Naturalizing With An Undocumented Spouse

Naturalizing With An Undocumented Spouse

Dear Atty. Gurfinkel:

I have been a green card holder for over 5 years, paid my taxes, committed no crimes, and am eligible to apply for U.S. citizenship. However, my spouse is out of status. (He entered as a tourist and overstayed). I reviewed the naturalization application, Form N-400, and there are many questions about my spouse. I’m afraid that if I apply for U.S. citizenship, and I disclose the information about my spouse’s status, they could go after him and put him in deportation. What should I do?

Very truly yours,

Dear LK:

Many immigrants/green card holders are married to undocumented immigrants or someone who is out of status. Of course, they would like to petition and legalize the immigration status of their spouse. However, if they petition the spouse while they are a green card holder, ordinarily, the undocumented spouse would not be eligible to apply for a green card in the U.S. Instead, they would have to return to their home country on a provisional waiver and apply for their immigrant visa there.

However, in many cases, if a U.S. citizen petitions an undocumented spouse, that spouse could be eligible to apply for a green card (or adjust status) in the U.S.

Please note: there are some cases where even marriage to a U.S. citizen would not enable an undocumented person to adjust status in the U.S. This would include: crewman/jump ship without section 245(i); those who entered the U.S. without inspection (EWI or snuck across the border) without section 245(i) and those who entered on a K-1 fiancé visa but did not marry the K-1 petitioner and instead married someone else.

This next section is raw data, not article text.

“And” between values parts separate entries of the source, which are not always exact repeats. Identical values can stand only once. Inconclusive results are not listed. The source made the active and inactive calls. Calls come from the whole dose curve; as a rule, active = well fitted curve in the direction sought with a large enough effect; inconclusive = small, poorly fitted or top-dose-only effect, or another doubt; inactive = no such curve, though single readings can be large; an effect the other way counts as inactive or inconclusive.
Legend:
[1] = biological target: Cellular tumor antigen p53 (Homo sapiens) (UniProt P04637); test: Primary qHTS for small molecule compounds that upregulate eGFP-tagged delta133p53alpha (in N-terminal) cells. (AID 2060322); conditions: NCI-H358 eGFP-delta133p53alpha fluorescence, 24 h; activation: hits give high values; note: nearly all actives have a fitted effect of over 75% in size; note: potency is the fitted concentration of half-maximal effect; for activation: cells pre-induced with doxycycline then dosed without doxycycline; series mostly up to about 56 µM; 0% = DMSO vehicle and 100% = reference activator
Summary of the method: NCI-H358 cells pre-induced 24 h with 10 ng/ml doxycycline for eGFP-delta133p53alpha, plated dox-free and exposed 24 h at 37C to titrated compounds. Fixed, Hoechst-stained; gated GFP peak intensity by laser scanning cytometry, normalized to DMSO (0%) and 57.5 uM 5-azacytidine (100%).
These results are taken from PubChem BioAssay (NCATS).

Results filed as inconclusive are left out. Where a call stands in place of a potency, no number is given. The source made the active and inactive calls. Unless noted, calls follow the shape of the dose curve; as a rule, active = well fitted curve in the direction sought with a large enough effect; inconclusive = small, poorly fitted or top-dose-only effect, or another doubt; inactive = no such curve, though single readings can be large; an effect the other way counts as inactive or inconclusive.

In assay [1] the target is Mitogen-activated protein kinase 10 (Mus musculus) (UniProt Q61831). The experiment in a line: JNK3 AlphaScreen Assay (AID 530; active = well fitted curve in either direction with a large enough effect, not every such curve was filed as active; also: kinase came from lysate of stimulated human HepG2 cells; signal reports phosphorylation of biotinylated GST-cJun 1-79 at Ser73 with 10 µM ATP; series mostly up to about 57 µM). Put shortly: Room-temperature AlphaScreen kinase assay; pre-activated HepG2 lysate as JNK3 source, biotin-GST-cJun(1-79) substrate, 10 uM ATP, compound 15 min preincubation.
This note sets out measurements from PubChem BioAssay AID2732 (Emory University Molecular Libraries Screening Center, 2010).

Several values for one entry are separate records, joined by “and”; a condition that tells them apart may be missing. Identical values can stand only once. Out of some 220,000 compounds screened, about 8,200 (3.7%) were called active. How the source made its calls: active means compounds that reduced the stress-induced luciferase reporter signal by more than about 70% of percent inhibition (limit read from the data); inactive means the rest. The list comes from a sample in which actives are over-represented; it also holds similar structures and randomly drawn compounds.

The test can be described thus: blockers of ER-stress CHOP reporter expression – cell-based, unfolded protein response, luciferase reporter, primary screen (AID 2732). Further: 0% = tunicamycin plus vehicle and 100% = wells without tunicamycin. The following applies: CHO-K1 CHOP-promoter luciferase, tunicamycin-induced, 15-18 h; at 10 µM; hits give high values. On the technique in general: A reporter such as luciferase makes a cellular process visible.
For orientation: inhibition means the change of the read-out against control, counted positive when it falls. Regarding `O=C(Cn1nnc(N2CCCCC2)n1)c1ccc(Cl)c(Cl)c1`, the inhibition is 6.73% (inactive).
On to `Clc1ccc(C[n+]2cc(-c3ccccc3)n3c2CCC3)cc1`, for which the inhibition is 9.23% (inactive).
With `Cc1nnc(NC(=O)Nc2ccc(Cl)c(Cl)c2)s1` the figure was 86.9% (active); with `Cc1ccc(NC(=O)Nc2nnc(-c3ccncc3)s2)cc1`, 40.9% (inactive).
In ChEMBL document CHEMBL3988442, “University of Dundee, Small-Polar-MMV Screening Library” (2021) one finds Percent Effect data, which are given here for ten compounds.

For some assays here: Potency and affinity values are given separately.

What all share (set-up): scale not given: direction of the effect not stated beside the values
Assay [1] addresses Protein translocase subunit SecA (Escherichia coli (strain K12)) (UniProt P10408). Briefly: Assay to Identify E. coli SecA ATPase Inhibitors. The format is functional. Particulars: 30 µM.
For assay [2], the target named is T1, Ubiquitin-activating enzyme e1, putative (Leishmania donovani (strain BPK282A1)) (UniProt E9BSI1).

Therefore, in your case, I can understand it would be very important for you to be able to naturalize to enable your undocumented spouse to apply for a green card (or adjust status) in the U.S.

In my opinion, the benefits of applying for naturalization outweigh the possible risks to your undocumented spouse. I have yet to come across a case where someone “endangered” their undocumented spouse by applying for naturalization. I remember in one case, my client was being interviewed for naturalization, while her undocumented spouse was waiting in the parking lot of the federal building where the interview took place. The officer did not question or focus on the undocumented spouse.

Just recently, a client was interviewed for naturalization and the officer did ask her about her husband’s immigration status, entry into the U.S., and his working in the U.S. She truthfully responded that the husband had entered the U.S. on a valid visa and was out of status. After approving her naturalization, the officer himself told her she could now file a petition for her husband and he could adjust status in the U.S. (Coincidentally, we had already advised our client of this fact, which was the main reason she was applying for naturalization, and she had already signed up to petition him, once she took her oath of citizenship.

If you are eligible for U.S. citizenship and hope to petition an undocumented spouse, or if you have any other questions or concerns about eligibility, risks, chances, etc., I would recommend you consult with an attorney, who can evaluate your situation and represent you. While that would not “guarantee” results, it could greatly increase your chances for success.



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